Mark Vette – Internationally renowned Animal Behaviourist, Educator, Author and TV personality

Preventing Separation Anxiety

HOW TO PREVENT SEPARATION ANXIETY

Separation anxiety (or separation distress) comes about when a dog becomes overdependent on your company and becomes distressed when you are not around. It is a very stressful behaviour both for your dog, and for you, as you may start to worry about ever leaving your dog alone or begin changing your plans so that you don’t need to leave your dog at home.

Why pups get separation anxiety

At the age of seven weeks, puppies become more comfortable with being removed from their mother. This is because at this age in the wild, typically the mother will go out to hunt and leave the pups and also allow the pups to start to integrate with the rest of the pack. Despite this, puppies may begin to stress if they feel they have been abandoned too long and this will manifest as vocal whining and destructive behaviour.

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How to prevent your pup getting separation anxiety

As soon as you take your pup home it’s important to set up a den area with something like a lined crate, and to also allow the puppy to spend a fair amount of time by themselves early on. If there is another pup or toys to play with this will help remove over-dependancy on you for attention.

Common mistakes that cause separation distress

A common mistake owners make is to spend every minute of every day with the pup and to tend to their every whimper and cry. Puppies need to learn good separation practice early on or they can learn bad habits that will hinder them as older dogs. When dogs become anxious they move into a state of sympathetic arousal. You’ll be able to pick up on visual cues of this state, such as pupil dilation, salivating and restlessness, and dogs won’t learn while in this state. To avoid this happening, we systemically leave the dog alone from a young age.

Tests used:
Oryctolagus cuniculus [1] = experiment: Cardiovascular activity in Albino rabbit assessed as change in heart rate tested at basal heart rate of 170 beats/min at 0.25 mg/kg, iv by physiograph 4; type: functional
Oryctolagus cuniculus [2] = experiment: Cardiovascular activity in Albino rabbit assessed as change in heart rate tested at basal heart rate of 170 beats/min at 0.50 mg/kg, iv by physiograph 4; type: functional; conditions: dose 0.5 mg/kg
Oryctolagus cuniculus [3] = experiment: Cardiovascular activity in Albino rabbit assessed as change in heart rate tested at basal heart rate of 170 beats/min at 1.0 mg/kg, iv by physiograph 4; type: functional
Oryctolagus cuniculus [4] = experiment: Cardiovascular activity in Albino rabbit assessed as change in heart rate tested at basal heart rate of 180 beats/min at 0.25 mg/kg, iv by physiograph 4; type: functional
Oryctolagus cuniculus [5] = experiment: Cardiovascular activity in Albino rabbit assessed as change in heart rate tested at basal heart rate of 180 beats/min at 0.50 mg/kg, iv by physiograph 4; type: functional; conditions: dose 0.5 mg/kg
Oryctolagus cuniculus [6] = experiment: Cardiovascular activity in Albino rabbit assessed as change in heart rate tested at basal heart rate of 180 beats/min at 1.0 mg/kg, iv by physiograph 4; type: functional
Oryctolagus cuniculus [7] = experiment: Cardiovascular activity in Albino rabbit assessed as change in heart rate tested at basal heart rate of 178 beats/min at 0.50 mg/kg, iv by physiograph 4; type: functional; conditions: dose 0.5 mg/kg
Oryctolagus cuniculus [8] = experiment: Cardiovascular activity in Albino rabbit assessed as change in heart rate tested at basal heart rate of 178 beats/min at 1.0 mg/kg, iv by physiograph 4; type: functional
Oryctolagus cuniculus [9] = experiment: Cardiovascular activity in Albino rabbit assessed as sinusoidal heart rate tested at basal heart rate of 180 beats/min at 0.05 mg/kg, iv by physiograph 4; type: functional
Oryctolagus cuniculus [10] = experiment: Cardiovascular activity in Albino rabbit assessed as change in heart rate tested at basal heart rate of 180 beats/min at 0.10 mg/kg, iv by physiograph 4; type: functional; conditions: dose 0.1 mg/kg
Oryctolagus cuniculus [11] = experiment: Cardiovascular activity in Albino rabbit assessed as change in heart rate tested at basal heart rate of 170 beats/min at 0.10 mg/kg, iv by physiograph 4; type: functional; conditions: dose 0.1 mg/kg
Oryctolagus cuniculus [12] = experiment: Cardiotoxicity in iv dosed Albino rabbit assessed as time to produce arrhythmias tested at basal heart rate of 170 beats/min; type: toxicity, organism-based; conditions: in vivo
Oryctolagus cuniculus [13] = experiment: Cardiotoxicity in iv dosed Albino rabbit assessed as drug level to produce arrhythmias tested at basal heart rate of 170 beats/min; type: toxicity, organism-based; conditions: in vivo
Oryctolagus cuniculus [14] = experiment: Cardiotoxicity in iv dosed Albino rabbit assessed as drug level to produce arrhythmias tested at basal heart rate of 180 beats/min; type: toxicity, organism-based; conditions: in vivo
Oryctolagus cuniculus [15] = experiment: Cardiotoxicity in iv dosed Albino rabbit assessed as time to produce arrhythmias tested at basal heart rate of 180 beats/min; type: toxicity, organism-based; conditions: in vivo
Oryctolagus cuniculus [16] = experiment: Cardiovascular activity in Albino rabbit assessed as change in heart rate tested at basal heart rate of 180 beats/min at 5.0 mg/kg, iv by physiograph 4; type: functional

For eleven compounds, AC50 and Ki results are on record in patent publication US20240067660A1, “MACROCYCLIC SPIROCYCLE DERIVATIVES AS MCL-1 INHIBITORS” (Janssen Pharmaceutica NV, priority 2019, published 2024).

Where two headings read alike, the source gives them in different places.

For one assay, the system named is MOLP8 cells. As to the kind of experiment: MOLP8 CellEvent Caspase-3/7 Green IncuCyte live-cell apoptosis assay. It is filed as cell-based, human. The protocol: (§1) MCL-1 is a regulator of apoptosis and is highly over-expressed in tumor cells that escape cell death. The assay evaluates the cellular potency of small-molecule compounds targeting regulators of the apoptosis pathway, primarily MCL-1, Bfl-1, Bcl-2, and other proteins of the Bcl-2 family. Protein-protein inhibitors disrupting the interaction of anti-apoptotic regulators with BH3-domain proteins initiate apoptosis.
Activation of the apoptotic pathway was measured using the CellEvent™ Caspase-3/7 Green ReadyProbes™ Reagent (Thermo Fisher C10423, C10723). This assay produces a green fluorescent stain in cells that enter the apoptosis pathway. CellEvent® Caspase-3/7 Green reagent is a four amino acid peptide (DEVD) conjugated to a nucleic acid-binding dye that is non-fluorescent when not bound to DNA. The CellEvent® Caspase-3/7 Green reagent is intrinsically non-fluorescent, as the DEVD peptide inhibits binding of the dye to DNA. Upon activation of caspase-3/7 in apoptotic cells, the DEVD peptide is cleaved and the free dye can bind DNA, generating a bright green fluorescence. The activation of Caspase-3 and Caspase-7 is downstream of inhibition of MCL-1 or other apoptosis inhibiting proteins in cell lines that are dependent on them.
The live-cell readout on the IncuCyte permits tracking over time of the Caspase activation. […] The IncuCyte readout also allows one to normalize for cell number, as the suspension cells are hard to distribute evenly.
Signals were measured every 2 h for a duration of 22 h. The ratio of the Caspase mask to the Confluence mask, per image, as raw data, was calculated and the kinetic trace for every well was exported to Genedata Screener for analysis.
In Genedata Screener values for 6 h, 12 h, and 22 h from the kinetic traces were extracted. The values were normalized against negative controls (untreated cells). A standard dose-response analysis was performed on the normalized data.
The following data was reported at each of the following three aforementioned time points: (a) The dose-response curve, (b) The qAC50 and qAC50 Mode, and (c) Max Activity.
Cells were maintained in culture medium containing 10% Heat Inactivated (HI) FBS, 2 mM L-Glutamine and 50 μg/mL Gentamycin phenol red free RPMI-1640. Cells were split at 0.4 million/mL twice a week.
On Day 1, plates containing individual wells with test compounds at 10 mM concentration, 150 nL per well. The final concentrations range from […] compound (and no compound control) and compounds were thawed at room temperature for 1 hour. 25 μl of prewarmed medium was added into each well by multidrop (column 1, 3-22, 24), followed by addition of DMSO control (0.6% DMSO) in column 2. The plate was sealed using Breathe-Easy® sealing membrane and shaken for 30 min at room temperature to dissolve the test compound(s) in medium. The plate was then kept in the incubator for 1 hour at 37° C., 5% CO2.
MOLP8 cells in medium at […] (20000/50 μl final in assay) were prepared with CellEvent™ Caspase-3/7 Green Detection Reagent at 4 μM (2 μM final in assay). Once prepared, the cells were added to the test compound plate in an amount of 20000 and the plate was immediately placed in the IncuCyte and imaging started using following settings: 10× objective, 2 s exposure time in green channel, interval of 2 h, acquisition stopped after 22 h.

Tips for helping your pup to calm down and feel relaxed when you leave them

  • Distract your dog by scattering a handful of dog biscuits around the crate, or giving them a Kong toy stuffed with food or a bone with a bit of meat on it to chew while you are gone
  • Leave the TV or radio on, to provide some comforting and familiar noise
  • Take them for a big walk before leaving to help them feel tired and relaxed
  • Put your pup in the crate, and use a clicker to click and reward them for being quiet and relaxed. Practise this regularly to help your pup feel at home and positive about being in the crate
  • Start by leaving your pup for just short periods of time, of 5 – 10 minutes. When you return, ensure your pup is quiet before opening the crate door to let him out.

If your pup whines persistently while in the crate, one technique is to place your pup in their crate and attach a long lead to the crate door. When your pup starts whining, tug on the lead to rattle the crate door. The puppy will get a little fright from the movement and should stop whimpering, and when done consistently can teach them to stop whining all together. The trick is to try and stop the behaviour before the dog falls into a non-learning state – once there, it’s difficult to train the pup to stop what they’re doing.

What we want is for our pup to get in some practise at being left alone and remaining calm, as this will help them realise that they can cope and relax without you around! Using a crate is great as it is a safe, enclosed space for your pup which will generally help them relax more.


Have a dog who already has bad separation distress?

If you have an older dog with serious separation anxiety, my Dog Zen Virtual Dog School can help you solve this issue, using my more sophisticated graduated departure therapy. Once you join, you get access to me and my dog training team to ask questions as you go. Learn more here. 

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